Shawn Gross’ educational training, public policy involvement, and his private sector education technology experiences position him as a digital learning thought leader in mobile learning. Through his efforts to identify optimal uses of technology to increase student achievement, Mr. Gross designed, developed and implemented the 1st US mobile learning initiative in K-12, Project K-Nect. Mr. Gross assembled a team of experts comprising software developers, curriculum specialist, curriculum developers, professional development staff and education researchers in order to achieve the goal of demonstrating the efficacy of utilizing mobile devices to increase student achievement. In addition to the development, implementation and management of Project K-Nect, Mr. Gross was responsible for launching the 1st US Mobile Learning Conference. Mr. Gross continues to provide both domestic and international guidance to ensure the full proliferation of K-12 based mobile learning. In addition to his position with MTLC, Gross serves in a variety of advisory leadership capacities to support the growth of mobile learning which include: advisory board member to the Consortium for School Networking’s Leadership for Mobile Learning Initiative, advisory member to the International Society for Technology in Education’s Special Interest Group on Mobile Learning, and advisory board member to the Wireless Ed Tech Conference. 

As founder and managing director of DMC, he provides the guidance and product development for this project. He has extensive public sector experience as senate legislative aide and senior policy advisor. He was honorary executive to the Congressional Web Based Education Commission, a contributing author to the National Education Technology Plan, chairperson to the Washington, D.C. Mayor’s Task force on Education Technology, and the author of a portal implementation technology guide for 1997 Summit of the Americas. His work in the private sector includes Sun Microsystems and Apple Computer, in product development and marketing, K-12 education practice, e-learning account management, and as government relations liaison on issues of education technology.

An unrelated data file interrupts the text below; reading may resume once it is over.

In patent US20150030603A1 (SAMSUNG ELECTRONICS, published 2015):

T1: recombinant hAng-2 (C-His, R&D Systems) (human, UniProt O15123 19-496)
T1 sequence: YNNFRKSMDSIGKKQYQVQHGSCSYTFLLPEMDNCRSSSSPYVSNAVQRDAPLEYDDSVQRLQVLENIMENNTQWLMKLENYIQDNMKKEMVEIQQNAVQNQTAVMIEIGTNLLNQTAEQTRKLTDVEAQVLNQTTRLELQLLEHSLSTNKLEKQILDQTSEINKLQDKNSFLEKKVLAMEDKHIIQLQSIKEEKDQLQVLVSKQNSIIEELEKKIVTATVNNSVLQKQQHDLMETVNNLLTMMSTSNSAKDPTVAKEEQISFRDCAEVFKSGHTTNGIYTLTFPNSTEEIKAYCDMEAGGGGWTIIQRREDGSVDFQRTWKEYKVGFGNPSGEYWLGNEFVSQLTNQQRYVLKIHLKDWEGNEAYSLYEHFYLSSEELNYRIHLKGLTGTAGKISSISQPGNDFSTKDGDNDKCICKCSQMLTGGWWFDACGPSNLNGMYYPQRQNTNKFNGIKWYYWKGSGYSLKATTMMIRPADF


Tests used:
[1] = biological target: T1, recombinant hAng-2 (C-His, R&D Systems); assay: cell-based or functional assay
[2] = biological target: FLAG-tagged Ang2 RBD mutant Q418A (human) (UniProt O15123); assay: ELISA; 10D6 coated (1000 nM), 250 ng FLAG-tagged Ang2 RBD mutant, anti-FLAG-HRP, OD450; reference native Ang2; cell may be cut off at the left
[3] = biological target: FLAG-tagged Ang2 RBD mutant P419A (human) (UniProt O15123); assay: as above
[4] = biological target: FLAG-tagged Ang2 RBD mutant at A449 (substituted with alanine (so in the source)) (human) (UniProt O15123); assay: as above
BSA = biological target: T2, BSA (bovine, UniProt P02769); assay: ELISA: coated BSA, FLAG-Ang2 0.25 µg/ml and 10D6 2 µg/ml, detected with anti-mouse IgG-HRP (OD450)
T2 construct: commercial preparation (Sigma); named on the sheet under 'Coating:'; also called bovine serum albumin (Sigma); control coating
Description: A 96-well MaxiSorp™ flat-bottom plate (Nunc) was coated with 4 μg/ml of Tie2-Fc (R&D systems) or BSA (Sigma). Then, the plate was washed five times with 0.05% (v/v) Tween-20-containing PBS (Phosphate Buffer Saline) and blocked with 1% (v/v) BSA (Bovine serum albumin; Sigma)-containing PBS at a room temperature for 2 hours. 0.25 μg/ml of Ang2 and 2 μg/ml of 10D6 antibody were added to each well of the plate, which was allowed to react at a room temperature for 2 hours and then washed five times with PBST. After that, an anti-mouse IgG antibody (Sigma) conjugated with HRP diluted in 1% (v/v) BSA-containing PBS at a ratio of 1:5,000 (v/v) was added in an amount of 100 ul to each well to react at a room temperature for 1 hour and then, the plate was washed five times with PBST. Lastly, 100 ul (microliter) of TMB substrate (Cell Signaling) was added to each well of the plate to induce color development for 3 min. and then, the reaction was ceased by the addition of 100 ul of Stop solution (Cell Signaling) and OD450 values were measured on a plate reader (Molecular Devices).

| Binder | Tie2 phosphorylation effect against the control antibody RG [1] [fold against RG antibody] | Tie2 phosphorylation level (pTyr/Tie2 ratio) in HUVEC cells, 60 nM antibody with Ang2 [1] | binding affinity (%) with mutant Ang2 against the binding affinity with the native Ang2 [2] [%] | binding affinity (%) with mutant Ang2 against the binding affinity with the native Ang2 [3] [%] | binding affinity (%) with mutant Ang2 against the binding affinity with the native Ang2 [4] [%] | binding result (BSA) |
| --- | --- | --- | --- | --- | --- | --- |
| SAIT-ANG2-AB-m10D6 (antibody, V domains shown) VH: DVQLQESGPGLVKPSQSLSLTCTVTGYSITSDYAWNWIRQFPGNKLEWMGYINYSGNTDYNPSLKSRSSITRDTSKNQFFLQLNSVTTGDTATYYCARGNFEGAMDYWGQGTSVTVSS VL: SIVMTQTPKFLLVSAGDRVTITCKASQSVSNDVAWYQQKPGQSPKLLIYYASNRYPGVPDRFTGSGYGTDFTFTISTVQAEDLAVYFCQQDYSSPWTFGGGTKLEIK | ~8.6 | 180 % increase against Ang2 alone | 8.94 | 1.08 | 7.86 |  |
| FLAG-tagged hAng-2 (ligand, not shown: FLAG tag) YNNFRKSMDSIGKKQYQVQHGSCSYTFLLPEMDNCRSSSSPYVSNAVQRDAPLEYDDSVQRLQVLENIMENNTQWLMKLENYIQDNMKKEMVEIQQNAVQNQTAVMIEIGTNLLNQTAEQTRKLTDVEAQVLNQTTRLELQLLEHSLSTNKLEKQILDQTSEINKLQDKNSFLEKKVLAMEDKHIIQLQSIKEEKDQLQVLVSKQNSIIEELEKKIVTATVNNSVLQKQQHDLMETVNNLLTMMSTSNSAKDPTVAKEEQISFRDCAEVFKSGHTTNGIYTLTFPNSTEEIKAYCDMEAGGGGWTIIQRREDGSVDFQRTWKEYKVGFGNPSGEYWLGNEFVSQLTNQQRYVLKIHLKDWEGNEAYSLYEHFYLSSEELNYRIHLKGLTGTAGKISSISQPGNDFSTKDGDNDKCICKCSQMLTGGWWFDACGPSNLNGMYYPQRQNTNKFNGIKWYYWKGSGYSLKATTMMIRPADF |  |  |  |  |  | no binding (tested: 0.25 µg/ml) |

B.A. in International Studies, Ohio State University
M.B.A., University of Pittsburgh
M.P.I.A., University of Pittsburgh

Michael Corke, Interim Director of Research

  Michael Corke

Michael brings 15 years of experience leading evaluation and research projects in education settings. His academic preparation includes undergraduate and master level training in psychology and exercise science from San Diego State University as well as a Ph.D. in education research methodology from Claremont Graduate University and San Diego State. Dr. Corke’s research interests include STEM, student resilience, informal education and technology in schools.  Prior to this appointment, he spent 13 years doing research and evaluation in a public-private partnership focused on community redevelopment through the education system.

Julie Zoellin Cramer, Senior Research Associate

Julie Cramer 

Julie is part of the K-12 public/private education cohort in the leadership studies doctoral program. Julie’s central area of study is public education policy reform and system-level change. Of particular interest is the role of parent involvement, school choice, and public charter schools. As a doctoral candidate, her dissertation (in progress) involves research on parent empowerment as a social movement and parent trigger legislation in the United States. In 2012, Julie was named a David L. Clark National Graduate Research Scholar by the University Council for Educational Administration (UCEA) and Divisions A and L of the American Educational Research Association (AERA). Julie is currently working as the Director of Operations for the USD Mobile Technology Learning Center (MTLC) and the Senior Research Associate for the USD Center for Education Policy and Law (CEPAL). As part of her work with CEPAL, Julie has been involved over the past three years in developing a charter high school on the 6th and 7th floor of the new San Diego Central Library. The school, E3 Civic High, is scheduled to open in August 2013 and will serve 500 students.

M.A., Leadership Studies, University of San Diego B.S., Business Administration, University of California, Berkeley

John Franey - Research Associate

John Franey 

John is a 2013 graduate of the University of San Diego’s School of Leadership and Education Sciences PhD program. His dissertation work focused on aspiring school leaders’ development of instructional leadership capacity and instructional coaching skills. Prior to joining CEPAL and MTLC, John spent the last decade as a teacher in the Valley Center-Pauma Unified School District. He also served for two years as the district’s Coordinator of Emergency Preparedness, where he led the process of aligning the district’s emergency preparedness plans to the federally mandated National Incident Management System. He holds Single Subject Teaching Credentials in Physical Education and English, and Literature, as well as a certificate for eligibility for a California Administrative Services Credential.  John specializes in the use of qualitative research methods to better understand the K-12 educational system through the lenses of educational reform, instructional leadership, professional development practices, mobile technology implementation, school contexts/cultures, transformation of perspectives, and human developmental theory.